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Publication(World Bank, Washington, DC, 2020-09-28) Taheripour, Farzad ; Tyner, Wallace E. ; Sajedinia, Ehsanreza ; Aguiar, Angel ; Chepeliev, Maksym ; Corong, Erwin ; de Lima, Cicero Z. ; Haqiqi, ImanInnovations in water management and irrigated agriculture powered water-scarce Middle Eastern economies for millennia. However, as water becomes scarcer because of population growth and economic development, and even more erratic because of climate change, the region’s water security is coming under increasing threat. This report applies an economic model, the Global Trade Analysis Project (GTAP) computable general equilibrium model, to assess the economic impacts of water scarcity for six Middle Eastern countries and also to examine how water-use efficiency improvements and trade can mitigate these impacts. A 20 percent reduction in water supply could decrease GDP by up to 10 percent, compared to 2016 levels. Furthermore, increased water scarcity could reduce labor demand by up to 12 percent and lead to significant land-use changes, including loss of beneficial hydrological services. The report emphasizes how the growing dependence on shared water resources reinforces the need to manage water across boundaries. The message is clear: unless new and transformative policies for sustainable, efficient and cooperative water management are promoted, water scarcity will negatively impact the region’s economic prospects and undermine its human and natural capital.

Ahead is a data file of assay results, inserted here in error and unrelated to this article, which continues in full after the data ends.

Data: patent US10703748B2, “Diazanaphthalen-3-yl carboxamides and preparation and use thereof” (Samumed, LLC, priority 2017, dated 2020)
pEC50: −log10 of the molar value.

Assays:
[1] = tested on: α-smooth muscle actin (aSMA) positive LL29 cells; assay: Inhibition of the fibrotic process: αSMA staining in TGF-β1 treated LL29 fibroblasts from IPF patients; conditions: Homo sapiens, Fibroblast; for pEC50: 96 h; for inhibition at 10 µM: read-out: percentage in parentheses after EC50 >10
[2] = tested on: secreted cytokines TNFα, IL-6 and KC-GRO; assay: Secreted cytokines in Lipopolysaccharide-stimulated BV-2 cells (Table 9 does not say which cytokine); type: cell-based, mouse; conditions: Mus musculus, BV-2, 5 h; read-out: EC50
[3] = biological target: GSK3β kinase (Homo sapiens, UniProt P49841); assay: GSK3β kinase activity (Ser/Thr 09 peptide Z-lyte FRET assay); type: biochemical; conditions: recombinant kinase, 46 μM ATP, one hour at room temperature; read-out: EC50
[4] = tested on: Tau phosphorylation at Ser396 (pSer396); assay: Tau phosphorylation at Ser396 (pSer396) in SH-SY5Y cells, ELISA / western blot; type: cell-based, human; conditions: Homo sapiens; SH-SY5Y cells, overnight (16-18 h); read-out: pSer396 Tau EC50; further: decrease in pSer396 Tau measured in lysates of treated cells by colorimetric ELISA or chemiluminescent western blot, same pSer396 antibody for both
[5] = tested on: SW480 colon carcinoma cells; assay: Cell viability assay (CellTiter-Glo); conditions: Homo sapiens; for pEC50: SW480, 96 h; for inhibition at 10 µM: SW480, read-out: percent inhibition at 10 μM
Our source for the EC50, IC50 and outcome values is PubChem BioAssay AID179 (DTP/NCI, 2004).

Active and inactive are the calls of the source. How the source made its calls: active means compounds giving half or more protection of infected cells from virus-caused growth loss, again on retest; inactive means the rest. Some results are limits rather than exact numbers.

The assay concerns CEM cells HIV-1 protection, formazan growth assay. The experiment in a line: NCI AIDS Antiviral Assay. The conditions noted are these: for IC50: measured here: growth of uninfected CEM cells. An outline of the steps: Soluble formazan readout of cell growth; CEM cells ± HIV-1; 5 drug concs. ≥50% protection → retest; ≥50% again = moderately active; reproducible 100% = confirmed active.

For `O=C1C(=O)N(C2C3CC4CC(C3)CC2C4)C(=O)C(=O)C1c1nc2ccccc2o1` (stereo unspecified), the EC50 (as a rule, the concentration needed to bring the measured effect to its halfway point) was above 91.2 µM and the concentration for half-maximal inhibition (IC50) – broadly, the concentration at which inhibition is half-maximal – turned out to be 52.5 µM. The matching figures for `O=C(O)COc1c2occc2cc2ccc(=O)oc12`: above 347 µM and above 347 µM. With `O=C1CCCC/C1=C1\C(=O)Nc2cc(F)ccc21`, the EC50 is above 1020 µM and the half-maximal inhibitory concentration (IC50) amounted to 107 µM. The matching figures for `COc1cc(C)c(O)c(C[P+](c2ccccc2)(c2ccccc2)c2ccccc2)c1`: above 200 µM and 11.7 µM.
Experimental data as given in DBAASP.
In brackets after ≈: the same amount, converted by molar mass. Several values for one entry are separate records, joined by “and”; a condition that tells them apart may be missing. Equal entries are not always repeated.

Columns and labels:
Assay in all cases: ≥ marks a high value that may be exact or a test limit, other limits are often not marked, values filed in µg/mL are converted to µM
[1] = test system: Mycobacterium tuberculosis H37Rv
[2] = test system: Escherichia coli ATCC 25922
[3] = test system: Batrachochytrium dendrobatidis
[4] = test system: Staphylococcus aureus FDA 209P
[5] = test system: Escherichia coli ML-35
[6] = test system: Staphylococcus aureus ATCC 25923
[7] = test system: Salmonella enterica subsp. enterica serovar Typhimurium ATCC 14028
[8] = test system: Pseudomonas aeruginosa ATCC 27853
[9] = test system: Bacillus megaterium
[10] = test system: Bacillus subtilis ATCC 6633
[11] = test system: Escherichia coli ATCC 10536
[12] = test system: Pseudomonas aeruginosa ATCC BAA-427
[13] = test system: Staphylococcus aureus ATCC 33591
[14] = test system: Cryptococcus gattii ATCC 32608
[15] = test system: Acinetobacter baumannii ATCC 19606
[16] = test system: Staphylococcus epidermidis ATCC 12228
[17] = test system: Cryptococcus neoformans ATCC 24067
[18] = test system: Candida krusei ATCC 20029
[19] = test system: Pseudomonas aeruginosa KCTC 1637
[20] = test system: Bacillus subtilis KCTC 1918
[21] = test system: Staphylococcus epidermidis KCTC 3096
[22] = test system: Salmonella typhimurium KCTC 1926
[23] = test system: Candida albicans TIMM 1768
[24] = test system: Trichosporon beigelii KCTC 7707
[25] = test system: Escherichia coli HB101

Publication(World Bank, Washington, DC, 2020-01) Taheripour, Farzad ; Tyner, Wallace E. ; Haqiqi, Iman ; Sajedinia, EhsanrezaMorocco is expected to be faced with a major water shortfall prompted by either expansion in demand for water or reduction in precipitation induced by climate change. This paper examines the economywide impacts of these factors for Morocco. It uses a computable general equilibrium model augmented with submodules that trace consumption of water by uses and land allocation across sectors including crops, livestock, and forestry. Results show that water scarcity and changes in crop yields induced by climate change could reduce the GDP of Morocco up to 6.7 billion US dollars per year at 2016 constant prices and eliminate many job opportunities, in particular in the rural areas of this country. Only a portion of these negative impacts can be removed with improvements in water use efficiency. The factors mentioned above will reduce productivity of Morocco’s cropland and have the potential to reduce irrigated areas. Due to these changes, production of crops and food products are expected to fall, with increases in crop prices by up to 14.3 percent, assuming other factors being equal. Investment in water use efficiency practices that save water, in particular in agricultural activities, and shifting toward more valuable and less water intensive crops can help to partially mitigate these adverse impacts.